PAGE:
I've been reading this book for what seems like a VERY long time--it's been renewed at least three times, and is about a week overdue from HPL, and has been making me feel guilty. W--. from church recommended it to me, and I've greatly enjoyed it, though it's a very slow read indeed. Thank heavens for two long flights, or I'd still not be done. I need a copy of my own of this book.
At any rate. I've been reading the Desert Fathers quite a bit, and so this book fit neatly into that, and helped me to think a bit about the apophatic tradition. Lane is quite good indeed at exploring the subject matter of the book--quite well summarized in its title--and I especially enjoyed the way he wove his personal experiences and ruminations together with a very careful and clear academic treatment of the various sub-topics. The stories of his life and some of its troubles add a great deal of valuable contextual material to the book that form a lens through which I found it easier to make sense of the history and theology being explored.
Lane's basic argument is that "fierce" landscapes encourage an apophatic response, a rejection of imagery of God, and a focus on interaction with God that is, if not more intense, more specific. He argues that the landscapes in which we live form a habitus: that they influence the way we pray and the way in which we experience God. Much of the book shows different ways in which this process occurs, and explores it in detail. The book is certainly centred on the historical Christian church, though there is some limited treatment of mysticism in the Sufi and Jewish traditions.
It's a great read, if slow-going at times. I need a copy.
A few representative bits:
There's a rare snow leopard at the Saint Louis Zoo,
a trapped lion of the tribe of Judah. I seldom stop
to look at the cage; it seems to painful an intrusion.
I sometimes wonder at what price rare animals should
be preserved from extinction. It's enough for me
that a few of these great beasts still stalk the high
country of the Himalayas, like ancient griffins and
dragons roaming free and seldom being seen. The memory,
the story is enough. (85)
For Meister Eckhart, this involved meeting--like Moses--the
One who is without name, who is a denial of all names.
While this may sound like a repudiation of any speech
whatever about God, in none of these writers does the
task of negation dissolve into a simple anti-intellectualism.
Reason is essential to the work of affirming and negating
all that is and is not God, but the vehicle within us by
which we finally meet God is the human will, our naked
intent. Thought may help us locate the mountain, but faith
is what finally makes the ascent. (108)
Garrison Keillor has described himself as a storyteller
"telling lies" about places that don't exist. Yet he
views that very act as an exercise in faith. Artfully
imagining nonexistent realms expresses a yearning for the
Kingdom of God.
The reason you tell lies about a wonderful place is
that you believe thatif you get every detail right--
absolutely right, and every character in that story
has exactly as many hairs on his or her head as he's
supposed to have--that if you get it absolutely perfect...
you will be lifeted up out of this life and you will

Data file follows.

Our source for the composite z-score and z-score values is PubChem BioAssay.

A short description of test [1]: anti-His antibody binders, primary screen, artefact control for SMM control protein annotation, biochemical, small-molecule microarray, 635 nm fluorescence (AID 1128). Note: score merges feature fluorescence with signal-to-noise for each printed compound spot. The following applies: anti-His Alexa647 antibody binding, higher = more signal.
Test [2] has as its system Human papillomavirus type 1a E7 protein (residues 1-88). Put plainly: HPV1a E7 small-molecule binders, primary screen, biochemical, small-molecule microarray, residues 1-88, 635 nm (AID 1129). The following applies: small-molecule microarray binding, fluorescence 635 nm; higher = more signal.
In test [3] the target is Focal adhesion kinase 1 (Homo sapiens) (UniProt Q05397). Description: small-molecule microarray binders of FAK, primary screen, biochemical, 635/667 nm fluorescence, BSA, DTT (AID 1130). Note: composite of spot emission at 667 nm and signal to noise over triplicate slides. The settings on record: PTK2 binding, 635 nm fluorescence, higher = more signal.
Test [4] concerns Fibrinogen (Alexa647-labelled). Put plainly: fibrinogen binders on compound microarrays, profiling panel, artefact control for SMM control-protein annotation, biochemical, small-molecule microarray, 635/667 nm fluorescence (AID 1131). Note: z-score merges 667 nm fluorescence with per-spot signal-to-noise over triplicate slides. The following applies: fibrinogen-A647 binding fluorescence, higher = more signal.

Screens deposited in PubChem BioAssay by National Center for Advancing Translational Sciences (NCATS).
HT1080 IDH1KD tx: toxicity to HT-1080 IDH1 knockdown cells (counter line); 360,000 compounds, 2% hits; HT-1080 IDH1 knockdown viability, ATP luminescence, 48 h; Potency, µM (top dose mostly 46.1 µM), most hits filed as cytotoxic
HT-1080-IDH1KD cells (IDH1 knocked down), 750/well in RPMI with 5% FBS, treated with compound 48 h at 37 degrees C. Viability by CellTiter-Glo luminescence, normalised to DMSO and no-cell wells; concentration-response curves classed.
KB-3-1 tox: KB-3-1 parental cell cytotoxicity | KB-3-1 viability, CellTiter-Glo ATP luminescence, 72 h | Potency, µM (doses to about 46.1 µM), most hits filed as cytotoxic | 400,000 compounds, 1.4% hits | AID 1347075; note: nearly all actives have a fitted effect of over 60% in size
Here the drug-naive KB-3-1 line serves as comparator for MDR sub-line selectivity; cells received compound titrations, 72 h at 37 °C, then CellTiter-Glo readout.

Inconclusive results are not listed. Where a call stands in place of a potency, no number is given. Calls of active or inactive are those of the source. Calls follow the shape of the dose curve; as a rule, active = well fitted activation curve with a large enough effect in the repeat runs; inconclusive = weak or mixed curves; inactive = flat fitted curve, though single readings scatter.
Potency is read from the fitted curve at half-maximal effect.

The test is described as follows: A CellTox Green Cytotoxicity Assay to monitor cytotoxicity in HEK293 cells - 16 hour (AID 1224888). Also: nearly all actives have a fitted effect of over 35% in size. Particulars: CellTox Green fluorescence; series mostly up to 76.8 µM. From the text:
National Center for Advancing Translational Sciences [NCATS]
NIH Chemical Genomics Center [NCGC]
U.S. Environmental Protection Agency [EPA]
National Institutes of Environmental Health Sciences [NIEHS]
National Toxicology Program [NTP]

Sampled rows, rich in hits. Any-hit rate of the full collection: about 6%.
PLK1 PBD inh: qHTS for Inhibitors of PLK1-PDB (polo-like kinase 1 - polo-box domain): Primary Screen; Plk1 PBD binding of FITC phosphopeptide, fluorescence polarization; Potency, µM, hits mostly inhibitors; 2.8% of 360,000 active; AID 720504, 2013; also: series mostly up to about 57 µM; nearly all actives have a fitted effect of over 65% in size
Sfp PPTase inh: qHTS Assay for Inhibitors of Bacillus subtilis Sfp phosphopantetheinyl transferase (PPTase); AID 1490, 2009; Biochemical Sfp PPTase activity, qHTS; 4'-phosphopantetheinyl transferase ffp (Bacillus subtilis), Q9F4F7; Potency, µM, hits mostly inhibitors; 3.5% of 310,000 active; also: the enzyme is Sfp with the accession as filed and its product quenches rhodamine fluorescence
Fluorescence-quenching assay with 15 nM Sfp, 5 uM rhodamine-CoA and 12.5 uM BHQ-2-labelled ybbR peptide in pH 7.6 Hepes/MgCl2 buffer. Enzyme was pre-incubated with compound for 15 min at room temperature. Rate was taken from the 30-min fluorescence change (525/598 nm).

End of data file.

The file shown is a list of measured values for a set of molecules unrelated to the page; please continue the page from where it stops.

be set down in that wonderful place that you've told
lies about. And all your lies become true.
He keeps telling stories with the hope that ultimately he'll
be able to live his way into them. That's why we all love
tales that give form to a world that is not yet here. (143-44)
Having once known the desert in a way as intimate as this,
Antoine de Saint-Exupéry could never again succumb to the
naiveté of desert romanticism. Those of us whom the
desert has never touched find it much easier to imagine only
the beauty and glory of desert spirituality, thumbing our way
through old copies of Arizona Highways and dreaming of
desert retreats. We suppose arid and empty terrain to be
naturally solicitous of our human need for contemplation.
But the stark, unsettling truth is that the desert doesn't
give a damn. Its capacity for indifference seems almost
infinite. It was precisely this sense of danger and disregard
that fed the spiritual vigor of early desert monasticism.
There is an unsolicitous and ungenteel quality about
the desert Christians that makes them especially attractive
in our current climate of sentimentalized, "feel good"
spirituality. The spiritual life extolled in popular religious
circles today is eminently unexceptionable, generically
inoffensive, and (almost without exception) culturally
correct. We too often substitue amiability for friendship,
agreeableness for dialogue, pleasantry for compassion. The
acrid smell of the desert is lost.
By contrast, one has to consider the surly, discourteous
piety of the desert fathers and mothers. They were "resident
aliens" in a world that fostered gentility and comfort. They
simply did not fit. As Bruce Berger observes, "the desert
notoriously harbors the loner, the misfit, the only child."
It attracts a people who are downwardly mobile, often
cantankerous, ill at ease in polite society. Shun the city
and all of its niceties, growled Jerome from his desert lair.
His Christianity required the harsh solace of open spaces. (187)
Again, it was a superb book, and I was very grateful indeed to W--. for bringing it to my attention. It makes me wonder about a Canadian, a southern Ontario habitus, not à la the trite-ly overused garrison mentality that's so often misused, but something else. I'm not sure what that is, but it's certainly an interesting thought to live with for the next while.